Special olympians lift men’s basketball team’s spirits
- Feb. 3, 2013
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At least for one day, the Kansas Jayhawks got to enjoy goofing around in Allen Fieldhouse without the threat of losing a game or messing up a practice. But that’s also because Sunday wasn’t about the players, rather who they were playing with.
The men’s basketball team hosted the 29th Annual Wilt Chamberlain Special Olympics Clinic, and after a loss to Oklahoma State on Saturday it may have been just the afternoon the Jayhawks needed.
“We need to have a good time,” Kansas coach Bill Self announced to over 100 participants. “Because yesterday we had a bad time.”
The clinic’s beginnings go back to Larry Brown’s days as the head coach of Kansas basketball, but have since become synonymous with Chamberlain. After the former KU basketball star visited the event in the early 1990s he left money from his estate to make sure it would remain a Kansas tradition.
Each player, coach and student manager was on hand to assist with the clinic, which included various stations with demonstrations ranging from shooting to ball handling.
“It means a lot to the athletes because they’re on a rotation basis,” said Donna Zimmerman, Senior Vice President for marketing and communications for Special Olympics. “It takes awhile for them to be able to have their opportunity to be here.”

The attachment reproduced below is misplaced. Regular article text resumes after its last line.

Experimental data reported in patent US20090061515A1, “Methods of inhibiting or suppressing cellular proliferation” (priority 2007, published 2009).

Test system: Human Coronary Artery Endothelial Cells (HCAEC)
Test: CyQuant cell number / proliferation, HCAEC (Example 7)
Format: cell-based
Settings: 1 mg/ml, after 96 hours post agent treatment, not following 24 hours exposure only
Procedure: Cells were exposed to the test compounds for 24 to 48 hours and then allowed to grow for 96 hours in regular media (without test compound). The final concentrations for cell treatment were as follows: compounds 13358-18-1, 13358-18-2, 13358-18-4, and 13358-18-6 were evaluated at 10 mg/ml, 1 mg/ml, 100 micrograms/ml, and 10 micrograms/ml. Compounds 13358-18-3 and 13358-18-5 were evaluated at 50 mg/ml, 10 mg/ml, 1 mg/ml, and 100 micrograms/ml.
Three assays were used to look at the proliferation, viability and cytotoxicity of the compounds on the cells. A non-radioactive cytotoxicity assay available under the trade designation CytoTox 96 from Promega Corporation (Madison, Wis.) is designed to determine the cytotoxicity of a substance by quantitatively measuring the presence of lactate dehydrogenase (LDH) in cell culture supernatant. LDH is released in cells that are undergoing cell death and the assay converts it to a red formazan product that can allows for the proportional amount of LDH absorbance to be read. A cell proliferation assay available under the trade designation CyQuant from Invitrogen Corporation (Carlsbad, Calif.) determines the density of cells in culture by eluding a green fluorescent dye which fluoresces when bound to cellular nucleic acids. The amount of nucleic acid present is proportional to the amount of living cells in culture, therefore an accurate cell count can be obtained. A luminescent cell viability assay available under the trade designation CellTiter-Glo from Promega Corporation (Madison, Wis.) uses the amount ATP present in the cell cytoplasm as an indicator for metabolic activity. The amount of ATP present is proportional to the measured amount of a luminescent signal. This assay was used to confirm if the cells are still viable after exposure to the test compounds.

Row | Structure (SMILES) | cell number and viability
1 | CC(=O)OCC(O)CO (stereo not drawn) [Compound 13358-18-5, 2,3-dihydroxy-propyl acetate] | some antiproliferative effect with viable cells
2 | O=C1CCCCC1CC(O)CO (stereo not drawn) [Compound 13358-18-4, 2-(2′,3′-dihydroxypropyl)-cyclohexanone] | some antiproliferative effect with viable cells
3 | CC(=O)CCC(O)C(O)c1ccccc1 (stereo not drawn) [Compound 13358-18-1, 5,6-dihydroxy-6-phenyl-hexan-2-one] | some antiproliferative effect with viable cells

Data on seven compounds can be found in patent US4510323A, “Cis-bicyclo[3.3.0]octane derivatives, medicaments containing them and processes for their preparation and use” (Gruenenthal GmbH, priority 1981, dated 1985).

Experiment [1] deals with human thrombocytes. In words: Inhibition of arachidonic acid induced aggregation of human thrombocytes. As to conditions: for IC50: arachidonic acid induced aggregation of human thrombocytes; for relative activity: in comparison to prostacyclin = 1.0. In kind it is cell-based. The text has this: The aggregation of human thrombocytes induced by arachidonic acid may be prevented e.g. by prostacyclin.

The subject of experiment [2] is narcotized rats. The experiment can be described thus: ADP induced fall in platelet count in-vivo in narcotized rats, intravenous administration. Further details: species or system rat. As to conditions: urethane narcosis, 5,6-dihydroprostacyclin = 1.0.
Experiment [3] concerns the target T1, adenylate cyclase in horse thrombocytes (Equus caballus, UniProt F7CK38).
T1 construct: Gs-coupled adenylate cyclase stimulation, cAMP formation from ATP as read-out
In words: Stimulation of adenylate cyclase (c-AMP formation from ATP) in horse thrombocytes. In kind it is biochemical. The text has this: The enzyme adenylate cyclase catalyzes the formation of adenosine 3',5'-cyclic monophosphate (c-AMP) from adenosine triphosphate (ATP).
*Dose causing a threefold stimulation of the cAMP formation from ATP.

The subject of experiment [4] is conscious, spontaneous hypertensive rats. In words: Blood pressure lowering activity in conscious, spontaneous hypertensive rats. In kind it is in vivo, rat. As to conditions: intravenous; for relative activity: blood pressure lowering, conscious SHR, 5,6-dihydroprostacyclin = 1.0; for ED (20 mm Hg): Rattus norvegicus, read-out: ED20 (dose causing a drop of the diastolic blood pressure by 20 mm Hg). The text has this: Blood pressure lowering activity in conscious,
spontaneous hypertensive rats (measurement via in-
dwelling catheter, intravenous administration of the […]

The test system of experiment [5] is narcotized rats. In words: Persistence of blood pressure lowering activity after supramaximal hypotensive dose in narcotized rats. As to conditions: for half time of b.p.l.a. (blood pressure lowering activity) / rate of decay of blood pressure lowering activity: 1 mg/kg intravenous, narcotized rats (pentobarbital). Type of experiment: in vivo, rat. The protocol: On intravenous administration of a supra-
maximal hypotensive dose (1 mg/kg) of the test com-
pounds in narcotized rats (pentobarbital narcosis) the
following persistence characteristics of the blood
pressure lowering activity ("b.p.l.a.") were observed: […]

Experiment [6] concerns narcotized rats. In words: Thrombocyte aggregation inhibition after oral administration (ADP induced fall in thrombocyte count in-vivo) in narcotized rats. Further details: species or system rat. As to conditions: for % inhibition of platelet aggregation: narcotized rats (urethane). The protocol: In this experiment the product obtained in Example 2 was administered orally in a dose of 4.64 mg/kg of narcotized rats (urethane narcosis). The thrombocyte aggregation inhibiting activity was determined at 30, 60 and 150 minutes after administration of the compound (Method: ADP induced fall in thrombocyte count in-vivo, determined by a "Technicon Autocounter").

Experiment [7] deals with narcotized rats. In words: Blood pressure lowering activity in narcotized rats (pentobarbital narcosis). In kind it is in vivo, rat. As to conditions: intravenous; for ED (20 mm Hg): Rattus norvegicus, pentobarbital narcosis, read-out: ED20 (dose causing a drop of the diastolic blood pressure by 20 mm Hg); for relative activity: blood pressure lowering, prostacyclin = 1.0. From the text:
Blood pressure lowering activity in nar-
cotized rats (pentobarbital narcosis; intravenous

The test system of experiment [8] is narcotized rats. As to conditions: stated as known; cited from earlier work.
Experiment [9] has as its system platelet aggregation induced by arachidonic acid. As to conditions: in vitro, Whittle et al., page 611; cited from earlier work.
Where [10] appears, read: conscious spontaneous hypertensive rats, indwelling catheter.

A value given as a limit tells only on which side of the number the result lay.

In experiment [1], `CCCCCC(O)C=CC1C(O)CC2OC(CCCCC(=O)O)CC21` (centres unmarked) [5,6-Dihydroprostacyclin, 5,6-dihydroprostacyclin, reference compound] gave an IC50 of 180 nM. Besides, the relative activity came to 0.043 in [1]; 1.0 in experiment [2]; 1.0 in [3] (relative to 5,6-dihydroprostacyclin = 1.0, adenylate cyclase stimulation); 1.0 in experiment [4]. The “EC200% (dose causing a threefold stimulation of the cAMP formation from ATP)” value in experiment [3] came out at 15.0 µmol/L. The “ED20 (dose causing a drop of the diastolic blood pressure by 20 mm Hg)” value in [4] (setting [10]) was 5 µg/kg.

That’s no exaggeration from Zimmerman. Special Olympians hoping to run around James Naismith Court have to wait between four and five years to do so.
With room for just 100 athletes per clinic and over 93 teams in the state of Kansas, it’s an event that can’t come soon enough each season.
“These people support us,” Kansas center Jeff Withey said. “They’re at most of the games. It’s nice to show them that we care about them just like they care about us. I just hope they had a good time.”
Withey and Self also noted how the timing couldn’t have been more perfect. Instead of moping around after Saturday’s 85-80 loss to Oklahoma State the team had an experience on the other side of the emotional spectrum.
For Self, it’s not the first time the Chamberlain clinic has taken place after a loss. He understands how good it can feel to get away from the noise and enjoy a day giving back to the community.
It was that notion that may have had the greatest affect. Even after a devastating loss at home, the Jayhawks were back at Allen Fieldhouse creating much more important memories.
“What it tells us about the KU players is that they realize what’s important in life,” Zimmerman said. “A win would have been great yesterday but they’re winners today by being out here and interacting with our athletes.”
Blake is a senior from Chicago, Ill., studying journalism on the news and information track. Read more from Blake Schuster.